Furthermore, Ramp-PV contributes to European workplace-safety goals by developing low-temperature chemical processes used in recovering the raw materials embedded in solar panels. What’s more, the chemicals are mild kinds that, unlike acid for example, pose fewer hazards.
‘We need champions of change and innovation for our industry to continue bringing prosperity for all Europeans,’ Mariya Gabriel, European Commissioner for Innovation, Research, Culture, Education and Youth, said when announcing the award. ‘Developing new solutions that save raw materials could not come at a better time.’
Of the two runner-up projects, one focused on digital security for manufacturers, particularly in the aviation, automotive and ship industries. The other centred on robotics in manufacturing and ways to enhance human-robot collaboration.
The Industry of the Future Award recognises EU-funded projects whose results, in the words of the European Commission, ‘make European industry more resilient, sustainable and human-centric.’ To be eligible, a project needs to have started after August 2018.
ROSI, based in Grenoble, was barely in existence then. The company was founded in late 2017 and began the Ramp-PV project in November 2020. It has around 20 employees.
To date, ROSI has been developing the processes and technologies for extracting high-purity materials – copper is another – from photovoltaic waste and reintegrating them into key industries including solar.
By early 2022, the company reached the industrial-equipment test phase and announced a plan to create a factory near Grenoble.
The French plant will recycle 3 000 tonnes a year of solar panels starting in 2023, extracting 90 tonnes of silicon, 30 tonnes of copper and 2.5 tonnes of silver, according to Parsa, who said ROSI’s number of employees would roughly double at this stage.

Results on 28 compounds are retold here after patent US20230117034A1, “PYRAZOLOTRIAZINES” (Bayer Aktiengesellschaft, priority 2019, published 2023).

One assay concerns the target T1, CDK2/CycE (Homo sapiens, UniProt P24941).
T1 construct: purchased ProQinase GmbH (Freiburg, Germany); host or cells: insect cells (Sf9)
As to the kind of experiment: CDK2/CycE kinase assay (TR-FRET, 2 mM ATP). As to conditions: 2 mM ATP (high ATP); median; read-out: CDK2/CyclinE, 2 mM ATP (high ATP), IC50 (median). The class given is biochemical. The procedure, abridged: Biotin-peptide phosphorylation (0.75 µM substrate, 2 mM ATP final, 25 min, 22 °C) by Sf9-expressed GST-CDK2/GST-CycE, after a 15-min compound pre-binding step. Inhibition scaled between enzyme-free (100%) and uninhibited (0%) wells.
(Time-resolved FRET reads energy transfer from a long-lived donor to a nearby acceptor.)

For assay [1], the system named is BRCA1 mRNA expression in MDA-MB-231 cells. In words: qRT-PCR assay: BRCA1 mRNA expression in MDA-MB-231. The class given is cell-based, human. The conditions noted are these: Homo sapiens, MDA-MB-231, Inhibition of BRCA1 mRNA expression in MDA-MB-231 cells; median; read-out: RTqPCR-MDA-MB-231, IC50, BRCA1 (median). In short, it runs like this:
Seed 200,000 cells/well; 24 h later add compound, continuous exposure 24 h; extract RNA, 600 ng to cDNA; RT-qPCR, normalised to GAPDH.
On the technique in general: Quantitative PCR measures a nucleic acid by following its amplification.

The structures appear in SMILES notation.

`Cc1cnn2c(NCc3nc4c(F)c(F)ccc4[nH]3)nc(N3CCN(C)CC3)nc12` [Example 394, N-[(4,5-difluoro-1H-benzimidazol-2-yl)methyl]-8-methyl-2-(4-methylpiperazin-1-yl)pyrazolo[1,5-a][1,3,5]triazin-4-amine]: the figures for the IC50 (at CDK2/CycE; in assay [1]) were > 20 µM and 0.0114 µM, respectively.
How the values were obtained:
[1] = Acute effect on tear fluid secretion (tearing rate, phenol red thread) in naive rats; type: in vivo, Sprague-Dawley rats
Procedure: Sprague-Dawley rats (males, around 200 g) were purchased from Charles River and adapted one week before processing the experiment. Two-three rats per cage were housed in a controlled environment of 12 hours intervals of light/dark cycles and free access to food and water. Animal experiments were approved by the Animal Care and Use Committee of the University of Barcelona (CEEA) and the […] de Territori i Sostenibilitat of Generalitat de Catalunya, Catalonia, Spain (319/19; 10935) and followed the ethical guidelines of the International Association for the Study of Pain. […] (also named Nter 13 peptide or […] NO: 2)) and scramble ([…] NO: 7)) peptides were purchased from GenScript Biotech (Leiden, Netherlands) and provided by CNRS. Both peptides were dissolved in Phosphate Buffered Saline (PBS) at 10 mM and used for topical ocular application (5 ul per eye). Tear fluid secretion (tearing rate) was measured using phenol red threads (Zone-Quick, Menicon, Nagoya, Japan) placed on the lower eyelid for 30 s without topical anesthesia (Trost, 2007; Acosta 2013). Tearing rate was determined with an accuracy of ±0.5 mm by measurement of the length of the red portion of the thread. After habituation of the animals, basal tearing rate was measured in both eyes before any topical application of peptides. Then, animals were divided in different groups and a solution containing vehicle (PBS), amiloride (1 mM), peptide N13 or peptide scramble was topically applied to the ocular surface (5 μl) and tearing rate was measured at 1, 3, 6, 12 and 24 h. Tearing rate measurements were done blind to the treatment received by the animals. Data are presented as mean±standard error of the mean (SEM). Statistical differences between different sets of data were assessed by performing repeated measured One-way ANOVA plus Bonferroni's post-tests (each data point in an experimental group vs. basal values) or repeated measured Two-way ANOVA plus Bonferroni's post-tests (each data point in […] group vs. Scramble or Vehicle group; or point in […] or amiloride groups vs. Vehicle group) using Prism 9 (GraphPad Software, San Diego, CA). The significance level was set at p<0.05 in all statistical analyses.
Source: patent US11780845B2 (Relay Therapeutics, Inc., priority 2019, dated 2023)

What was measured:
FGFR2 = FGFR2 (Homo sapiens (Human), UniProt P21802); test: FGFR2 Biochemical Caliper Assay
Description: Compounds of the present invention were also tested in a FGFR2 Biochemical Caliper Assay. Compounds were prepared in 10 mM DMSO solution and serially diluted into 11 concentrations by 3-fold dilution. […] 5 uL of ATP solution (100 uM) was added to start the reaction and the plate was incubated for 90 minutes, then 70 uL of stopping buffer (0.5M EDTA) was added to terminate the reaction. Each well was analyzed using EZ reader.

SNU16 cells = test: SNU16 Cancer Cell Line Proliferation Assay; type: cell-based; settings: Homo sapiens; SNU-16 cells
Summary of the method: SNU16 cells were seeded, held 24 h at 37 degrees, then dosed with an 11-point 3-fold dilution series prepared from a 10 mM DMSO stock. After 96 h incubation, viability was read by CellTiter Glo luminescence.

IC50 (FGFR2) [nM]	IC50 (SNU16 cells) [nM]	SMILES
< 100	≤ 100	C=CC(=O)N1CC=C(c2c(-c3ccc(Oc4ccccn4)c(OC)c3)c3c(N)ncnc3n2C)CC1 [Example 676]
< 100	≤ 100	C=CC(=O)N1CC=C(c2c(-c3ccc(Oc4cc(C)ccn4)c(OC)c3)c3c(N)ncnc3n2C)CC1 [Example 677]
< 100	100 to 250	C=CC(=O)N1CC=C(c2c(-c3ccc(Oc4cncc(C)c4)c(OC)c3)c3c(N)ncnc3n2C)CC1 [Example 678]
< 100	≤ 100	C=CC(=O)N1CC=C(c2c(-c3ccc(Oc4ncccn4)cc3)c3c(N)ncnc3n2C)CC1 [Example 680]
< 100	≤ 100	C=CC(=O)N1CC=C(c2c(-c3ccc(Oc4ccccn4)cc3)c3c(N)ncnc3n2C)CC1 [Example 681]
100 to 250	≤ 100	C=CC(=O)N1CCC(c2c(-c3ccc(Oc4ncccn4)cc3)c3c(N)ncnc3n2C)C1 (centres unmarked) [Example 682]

Within two years, the plant’s recycling capacity for the panels will increase to 10 000 tonnes, he said.
ROSI will integrate recovered silicon back into solar panels while looking for other potential users for this material including semiconductors and batteries, said Parsa. Recovered copper and silver will probably go into industries other than solar, he said.
The company’s expansion plans beyond France will begin in Germany and then extend to Italy and Spain.
‘We are quite advanced in Germany, but it’s not a done deal,’ Parsa said. ‘In all three countries we are looking for partners because we need the help of local players.’
While being coy about the precise timetable for ROSI’s planned ventures outside France, he signalled those – along with the imminent French recycling activity – would have been a more distant prospect without Horizon funding for Ramp-PV.
‘If we had not had the EU support, we would not have reached this point as fast as we did,’ Parsa said. ‘Ramp-PV enabled us to conduct trials on new equipment and accelerated our whole business plan.’
This article was originally published in Horizon, the EU Research and Innovation Magazine.
Reviewing ARK Coin – Is It The Solution To Your Bitcoin Headache?
Cryptocurrency’s rise has literally posed a challenge to traditional banking systems. This is probably the reason why this entered business so fast.
Presently, more than 9.5 million people in the UK and more than 17 million people in the USA are trading on Cryptocurrencies.
However, maybe due to the volatility and other issues, Cryptocurrencies like Bitcoin are still questionable.
The advent of ARK coins has been observed as a landmark development so far as business development is concerned.
In this study, we would like to review the ARK count to see its potential to start as a successful solution for business.
The ARK coins came in the year 2016. This is an all-inclusive Blockchain-based technology that provides flexibility for investment.
The main thing that distinguishes itself from the rest is the platform allows the investor to design and develop its own blockchain in a decentralised way.
There is an element of flexibility that you get with this blockchain. In addition, this blockchain offers investors seamless user navigation. Therefore things look quite promising for the ARK coins.